Future potential of vaccines
New vaccines and vaccine technology are a constant source of hope.
Vaccine innovation offers hope for the future
The biopharmaceutical industry is developing new vaccines to prevent diseases like HIV, RSV and Dengue. We’re making vaccines easier to transport, store, and administer. We’re also finding new ways to speed up production and make more vaccines when they are needed. Vaccines offer the chance to tackle global health threats, such as antimicrobial resistance. This is a constant source of hope for the future.
Developing and improving vaccines
There are hundreds of new vaccines being developed to protect against a number of diseases and pathogens which lack effective vaccines. The industry is also working to improve existing vaccines so that they work even better and protect for longer. Achieving new breakthroughs can take decades but we’re determined to help save lives and prevent hospitalizations.
Juliette explains how new innovations to protect young children against the respiratory virus RSV could help over 3 million children who are hospitalised due to this virus every year .Read Juliette's story
Vaccines Research & Development
Jamila explains why, even though a vaccine for HIV continues to elude researchers, she’s confident new technologies and ongoing innovation mean it’s within reach.Read Jamila's story
Tackling the world’s biggest health threats
Our world is facing major threats to public health. But vaccines can help us to overcome these challenges. By helping to prevent bacterial infections, vaccines can help to slow the development of drug-resistant superbugs. And as warmer temperatures due to climate change bring diseases to new regions, new vaccines could help to keep people safe from serious illness.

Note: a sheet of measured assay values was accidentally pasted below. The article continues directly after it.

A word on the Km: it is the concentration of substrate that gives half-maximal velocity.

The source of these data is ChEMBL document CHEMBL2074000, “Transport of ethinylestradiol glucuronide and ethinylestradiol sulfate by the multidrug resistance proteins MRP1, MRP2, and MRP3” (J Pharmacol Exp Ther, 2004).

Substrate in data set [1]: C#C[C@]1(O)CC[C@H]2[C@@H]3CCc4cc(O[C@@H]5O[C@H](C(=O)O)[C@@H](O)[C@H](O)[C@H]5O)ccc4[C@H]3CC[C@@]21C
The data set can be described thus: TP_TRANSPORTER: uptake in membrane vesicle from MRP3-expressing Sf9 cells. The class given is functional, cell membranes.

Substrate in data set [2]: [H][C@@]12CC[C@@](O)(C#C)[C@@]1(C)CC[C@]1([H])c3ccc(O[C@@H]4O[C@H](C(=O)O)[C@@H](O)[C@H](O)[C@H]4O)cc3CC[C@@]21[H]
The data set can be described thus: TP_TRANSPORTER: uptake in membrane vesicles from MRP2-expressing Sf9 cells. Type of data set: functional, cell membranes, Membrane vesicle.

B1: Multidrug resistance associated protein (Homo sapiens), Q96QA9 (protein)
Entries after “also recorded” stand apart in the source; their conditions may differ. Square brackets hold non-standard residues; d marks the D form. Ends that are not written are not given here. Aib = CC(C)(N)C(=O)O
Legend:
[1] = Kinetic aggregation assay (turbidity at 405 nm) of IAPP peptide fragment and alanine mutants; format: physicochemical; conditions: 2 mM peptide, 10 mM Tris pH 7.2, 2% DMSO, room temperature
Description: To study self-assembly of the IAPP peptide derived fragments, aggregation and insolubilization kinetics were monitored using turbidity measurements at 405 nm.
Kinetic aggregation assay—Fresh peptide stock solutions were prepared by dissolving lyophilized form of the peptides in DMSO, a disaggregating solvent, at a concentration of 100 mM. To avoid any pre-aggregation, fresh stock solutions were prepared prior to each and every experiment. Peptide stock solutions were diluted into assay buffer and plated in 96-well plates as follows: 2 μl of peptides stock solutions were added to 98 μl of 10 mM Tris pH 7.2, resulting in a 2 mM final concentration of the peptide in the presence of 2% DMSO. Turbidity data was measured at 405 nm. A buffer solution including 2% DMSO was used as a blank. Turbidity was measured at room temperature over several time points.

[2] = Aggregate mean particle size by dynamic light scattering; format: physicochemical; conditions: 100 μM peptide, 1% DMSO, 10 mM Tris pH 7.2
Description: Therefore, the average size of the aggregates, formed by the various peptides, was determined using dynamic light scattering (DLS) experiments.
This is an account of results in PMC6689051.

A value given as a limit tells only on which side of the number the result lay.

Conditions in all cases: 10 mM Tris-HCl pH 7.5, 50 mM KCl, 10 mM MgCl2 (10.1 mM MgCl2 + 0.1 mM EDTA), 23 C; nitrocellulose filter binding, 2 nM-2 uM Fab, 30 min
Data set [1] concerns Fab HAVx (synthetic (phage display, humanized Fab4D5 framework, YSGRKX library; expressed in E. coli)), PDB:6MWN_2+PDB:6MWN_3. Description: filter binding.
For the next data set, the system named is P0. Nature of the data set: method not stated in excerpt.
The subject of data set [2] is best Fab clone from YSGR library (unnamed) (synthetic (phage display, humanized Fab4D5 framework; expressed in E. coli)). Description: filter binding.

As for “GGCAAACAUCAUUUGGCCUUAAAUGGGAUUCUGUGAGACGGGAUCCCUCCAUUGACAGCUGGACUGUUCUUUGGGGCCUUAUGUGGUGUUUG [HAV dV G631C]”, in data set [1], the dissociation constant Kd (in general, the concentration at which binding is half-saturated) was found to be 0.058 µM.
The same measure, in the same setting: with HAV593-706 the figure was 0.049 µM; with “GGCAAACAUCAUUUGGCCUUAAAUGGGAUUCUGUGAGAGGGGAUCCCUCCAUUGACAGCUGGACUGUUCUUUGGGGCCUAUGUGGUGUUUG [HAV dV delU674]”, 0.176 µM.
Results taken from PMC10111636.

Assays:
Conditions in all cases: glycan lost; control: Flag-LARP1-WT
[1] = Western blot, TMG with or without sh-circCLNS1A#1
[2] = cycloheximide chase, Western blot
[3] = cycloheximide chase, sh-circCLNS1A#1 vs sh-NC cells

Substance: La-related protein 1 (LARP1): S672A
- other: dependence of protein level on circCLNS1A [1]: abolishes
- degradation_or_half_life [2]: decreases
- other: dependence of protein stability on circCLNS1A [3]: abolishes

Research Team Leader
Anish explains how vaccines can help to protect modern medicine by helping to slow the spread of antimicrobial resistance and prevent life-threatening infections.Read Anish's story
Vaccine Clinical Development
Shibadas explains how climate change is putting more people around the world at risk of Dengue, and how new vaccines could help to protect them.Read Shibadas's story
Preparing for future outbreaks and pandemics
As the COVID-19 pandemic has shown, the better prepared we are, the faster we can respond when outbreaks happen. That’s why the biopharmaceutical industry is developing new vaccines for pathogens with pandemic potential, like influenza. And implementing new manufacturing approaches so we can speed up and scale up development when the next emergency strikes.
Ethan explains how innovation in vaccine technology could lead to next-generation flu vaccines that enable us to get ahead of this fast-mutating virus.Read Ethan's story
Pierre-Damien explains how innovative new developments in vaccine manufacturing could make it easier to switch to producing new vaccines in response to future pandemics.Read Pierre-Damien's story
References and further links
- How much of an impact do vaccines really have? (Gavi 2021)
- Medicines in development for vaccines (PhRMA 2020)
- Biopharmaceutical industry collaborates on the implementation of the G7 100 Days Mission to improve readiness for future pandemics (IFPMA 2021)
- The race to make vaccines for a dangerous respiratory virus (Nature 2021)
Tomorrow’s vaccines rely on continued investment and dedication
The development of new and improved vaccines is made possible by dedication to science, ongoing innovation, and scientific ingenuity in universities, research institutions, biotechs and research-based biopharmaceutical companies around the world.
Sustained investment in vaccine innovation and continued collaboration with research and development partners helps protect us all against health threats. It also prevents the return of infectious diseases that we have mostly controlled or eliminated and it helps to ensure we are prepared when new threats happen.